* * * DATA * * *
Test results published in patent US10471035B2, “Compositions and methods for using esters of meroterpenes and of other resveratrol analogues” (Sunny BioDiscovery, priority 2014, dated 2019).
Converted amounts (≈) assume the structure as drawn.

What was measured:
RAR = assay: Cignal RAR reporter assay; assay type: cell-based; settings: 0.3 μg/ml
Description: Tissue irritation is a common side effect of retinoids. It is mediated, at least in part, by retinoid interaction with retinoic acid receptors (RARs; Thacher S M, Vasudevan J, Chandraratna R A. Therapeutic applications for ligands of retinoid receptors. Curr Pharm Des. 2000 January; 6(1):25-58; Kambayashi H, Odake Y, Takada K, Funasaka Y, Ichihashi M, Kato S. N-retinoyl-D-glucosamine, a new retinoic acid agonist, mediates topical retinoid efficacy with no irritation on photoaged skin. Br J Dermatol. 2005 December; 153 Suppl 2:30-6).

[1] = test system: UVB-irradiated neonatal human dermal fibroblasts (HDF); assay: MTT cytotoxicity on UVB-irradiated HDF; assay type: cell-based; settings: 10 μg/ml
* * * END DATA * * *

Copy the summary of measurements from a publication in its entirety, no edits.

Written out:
Test results published in patent US10471035B2, “Compositions and methods for using esters of meroterpenes and of other resveratrol analogues” (Sunny BioDiscovery, priority 2014, dated 2019).
Converted amounts (≈) assume the structure as drawn.

What was measured:
RAR = assay: Cignal RAR reporter assay; assay type: cell-based; settings: 0.3 μg/ml
Description: Tissue irritation is a common side effect of retinoids. It is mediated, at least in part, by retinoid interaction with retinoic acid receptors (RARs; Thacher S M, Vasudevan J, Chandraratna R A. Therapeutic applications for ligands of retinoid receptors. Curr Pharm Des. 2000 January; 6(1):25-58; Kambayashi H, Odake Y, Takada K, Funasaka Y, Ichihashi M, Kato S. N-retinoyl-D-glucosamine, a new retinoic acid agonist, mediates topical retinoid efficacy with no irritation on photoaged skin. Br J Dermatol. 2005 December; 153 Suppl 2:30-6).

[1] = test system: UVB-irradiated neonatal human dermal fibroblasts (HDF); assay: MTT cytotoxicity on UVB-irradiated HDF; assay type: cell-based; settings: 10 μg/ml